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Blood Brothers at Richmond Theatre | Review

It’s half a century since Willy Russell’s passionate musical about twins separated at birth became a West End hit, with Barbara Dickson and then Kiki Dee in the role of the boys’ anguished mother, Mrs.Johnstone. On the evidence of this latest revival, the work, directed by Bob Tomson and Bill Kenwright, is looking good for its age.

Timothy Lucas as Sammy and Sean Jones as Micky.
Timothy Lucas as Sammy and Sean Jones as Micky.

If Shakespeare’s play about twins separated in a shipwreck was a Comedy of Errors, Russell’s is a tragedy of good intentions, with that reliable bad guy, the English class system, as a villain of the piece. Unable to provide for two babies, Mrs. J entrusts one of them, Edward – in effect sells him – into the care of the childless posh lady, Mrs. Lyons, for whom she house-cleans. The other one, Mickey, she keeps for her own, and in the process sets up a storyline devoted to the rival roles of nature and nurture.

Viewed unemotionally, and in a monochrome England seriously up against it, the arrangement has its merits. The problem, of course, is that unemotional viewing, for the audience as much as for the characters, is out of the question. That’s the whole idea, and a properly dramatic one it is too.

Russell has said he got the inspiration from a short story he had read some years earlier, but his working of it into a fully-blown West End hit, full of folk-inflected anthems, was an oddly beguiling breath of air, or airs, in a domain largely dominated by Lloyd-Webber and Sondheim. It retains some of that status.

Russell’s own backstory is worth recalling here. Born in the Lancashire town of Whiston, he left school when he was fifteen and worked as a ladies’ hairdresser. Before he was twenty he was running his own salon but hankering after a return to education – just as his later heroine was to do a few years later in his Educating Rita.

In this production, we find Niki Colwell Evans as the well-meaning but chaotic Mrs. Johnsone trading with Paula Tappenden’s desperate but entitled Mrs. Lyons.

Easy to be wise all these years after the event, but the moral, indeed morality of the drama comes into view as the two boys’ paths cross without them having any inkling of their own genetic inseparability. And this surely is at the heart of Russell’s intentions.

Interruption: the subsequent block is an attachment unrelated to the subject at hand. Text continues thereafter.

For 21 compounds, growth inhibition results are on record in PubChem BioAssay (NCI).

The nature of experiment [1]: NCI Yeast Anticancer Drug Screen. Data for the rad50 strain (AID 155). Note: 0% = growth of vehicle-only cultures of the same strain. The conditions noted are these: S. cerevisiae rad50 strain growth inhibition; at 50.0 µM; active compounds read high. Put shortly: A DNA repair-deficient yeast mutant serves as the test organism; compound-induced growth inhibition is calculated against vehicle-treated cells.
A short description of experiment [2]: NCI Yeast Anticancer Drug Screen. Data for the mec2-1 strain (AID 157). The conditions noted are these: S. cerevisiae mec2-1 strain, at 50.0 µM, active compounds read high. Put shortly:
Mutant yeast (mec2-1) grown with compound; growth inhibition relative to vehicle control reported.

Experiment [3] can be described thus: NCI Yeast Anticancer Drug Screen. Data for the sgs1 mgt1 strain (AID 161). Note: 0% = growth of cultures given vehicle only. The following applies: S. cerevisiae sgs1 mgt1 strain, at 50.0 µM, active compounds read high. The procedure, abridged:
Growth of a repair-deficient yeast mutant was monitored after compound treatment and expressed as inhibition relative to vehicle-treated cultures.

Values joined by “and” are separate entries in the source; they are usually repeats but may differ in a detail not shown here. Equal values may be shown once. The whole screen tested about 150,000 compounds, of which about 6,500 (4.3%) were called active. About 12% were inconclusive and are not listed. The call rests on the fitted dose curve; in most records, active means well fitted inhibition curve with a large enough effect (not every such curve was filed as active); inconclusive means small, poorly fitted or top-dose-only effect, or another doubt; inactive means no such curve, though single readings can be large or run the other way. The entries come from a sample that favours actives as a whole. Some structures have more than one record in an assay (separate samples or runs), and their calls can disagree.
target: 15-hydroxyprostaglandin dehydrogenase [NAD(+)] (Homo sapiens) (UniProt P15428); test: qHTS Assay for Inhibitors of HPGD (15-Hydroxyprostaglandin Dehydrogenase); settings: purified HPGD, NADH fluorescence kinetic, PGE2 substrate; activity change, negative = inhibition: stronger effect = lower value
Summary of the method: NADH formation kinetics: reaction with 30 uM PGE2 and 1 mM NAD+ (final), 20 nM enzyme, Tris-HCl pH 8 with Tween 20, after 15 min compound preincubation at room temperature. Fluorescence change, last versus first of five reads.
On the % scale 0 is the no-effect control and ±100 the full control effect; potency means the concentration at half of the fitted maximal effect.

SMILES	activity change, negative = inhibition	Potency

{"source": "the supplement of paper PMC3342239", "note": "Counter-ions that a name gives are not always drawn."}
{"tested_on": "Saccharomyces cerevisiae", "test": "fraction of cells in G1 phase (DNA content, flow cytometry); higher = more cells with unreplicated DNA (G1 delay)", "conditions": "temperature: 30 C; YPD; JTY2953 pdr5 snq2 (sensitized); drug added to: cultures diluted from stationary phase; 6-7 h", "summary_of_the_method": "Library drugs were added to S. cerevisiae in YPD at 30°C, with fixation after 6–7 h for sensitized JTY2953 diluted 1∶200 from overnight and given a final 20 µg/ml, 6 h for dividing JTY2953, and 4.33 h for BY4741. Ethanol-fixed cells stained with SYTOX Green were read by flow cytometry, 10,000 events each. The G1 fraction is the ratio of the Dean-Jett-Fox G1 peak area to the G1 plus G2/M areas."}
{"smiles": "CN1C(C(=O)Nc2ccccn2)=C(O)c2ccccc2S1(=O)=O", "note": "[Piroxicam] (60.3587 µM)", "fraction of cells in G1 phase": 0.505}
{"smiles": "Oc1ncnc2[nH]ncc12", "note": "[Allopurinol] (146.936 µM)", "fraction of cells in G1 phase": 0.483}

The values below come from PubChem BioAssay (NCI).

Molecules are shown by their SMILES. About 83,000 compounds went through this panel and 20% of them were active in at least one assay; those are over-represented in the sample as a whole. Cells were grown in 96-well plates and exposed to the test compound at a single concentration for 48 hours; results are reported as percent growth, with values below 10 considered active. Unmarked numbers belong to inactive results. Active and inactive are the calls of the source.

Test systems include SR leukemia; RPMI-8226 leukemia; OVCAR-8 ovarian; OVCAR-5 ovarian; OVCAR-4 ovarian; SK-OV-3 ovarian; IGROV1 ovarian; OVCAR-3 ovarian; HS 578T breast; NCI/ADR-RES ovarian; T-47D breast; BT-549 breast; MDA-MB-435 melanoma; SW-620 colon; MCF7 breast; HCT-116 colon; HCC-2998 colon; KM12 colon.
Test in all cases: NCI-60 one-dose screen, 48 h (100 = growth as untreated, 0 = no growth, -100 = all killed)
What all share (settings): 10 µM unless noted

Easy enough to be wise after the event, but wouldn’t the tragic outcome of the boys’ eventual contact have been averted if only they had been informed of their own brotherhood? In this respect, and viewed from almost two generations later, the true villains are not to be found in the characters so much as in the social prevalence of deceit. And if Russell is pointing a finger, it seems to be aimed at the classes – i.e. all of them – which put themselves and their supposedly loved ones in hock to such duplicity.

This makes the revival rather a timely one, even if you believe that our relatively recent hyperconnectivity has taken disclosure and confession to an equally suspect prominence.

Colwell Evans gives a moving performance as the overburdened and under-resourced Mrs. Johnstone, with Sean Jones’s Mickey and Joe Sleight’s Eddie full-on as the womb-mates condemned to a secret inheritance and tragic ending. The Thompson/Kenwright direction keeps the show bright in the face of its own darkness, and the band, under the direction of Matt Malone, points up the solid melodies of a truly versatile playwright. A sentimental evening, all these years on from its premiere? The material invites such a judgement without entirely fulfilling it.

4 stars

Review by Alan Franks

This epic tale of Liverpool life started as a play, performed at a Liverpool comprehensive school in 1981, before opening in its first version of the musical at the Liverpool Playhouse in 1983. The musical has since triumphed across the globe, completing sell-out seasons in the US, Australia, Canada, New Zealand and Japan, and scooping up four awards for Best Musical in London and seven Tony Award nominations on Broadway.

Sean Jones (Mickey), Richard Munday (Narrator), Joe Sleight (Eddie), Paula Tappenden (Mrs Lyons), Olivia Sloyan (Linda), Timothy Lucas (Sammy), Tim Churchill (Mr Lyons), Nick Wilkes (Policeman/Teacher), Gemma Brodrick (Donna Marie/Miss Jones), Connor Bannister (Perkins), Josh Capper (Neighbour), Amy Murphy (Brenda) and Jacob Yolland (Bus Conductor).

Richmond Theatre
Until Sat 25 Feb 2023

Bristol Hippodrome
Tue 29 Aug – Sat 2 Sep 2023

Theatre Royal Brighton
Tue 3 Oct – Sat 7 Oct 2023

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  • Alan Franks

    Alan Franks is one of the senior reviewers for LondonTheatre1.com, contributing regularly with reviews for London and regional shows, as well as reporting on press launches. Alan Franks was a Times feature writer for more than thirty years, specialising in the arts and interviewing many leading actors, writers and directors, including Arthur Miller, Peter Hall, Woody Allen, Judi Dench and Stephen Sondheim. He is the author of several plays, including The Mother Tongue starring Prunella Scales, and his latest novel, The Notes of Dr. Newgate, is published by Muswell Press. http://www.alanfranks.com

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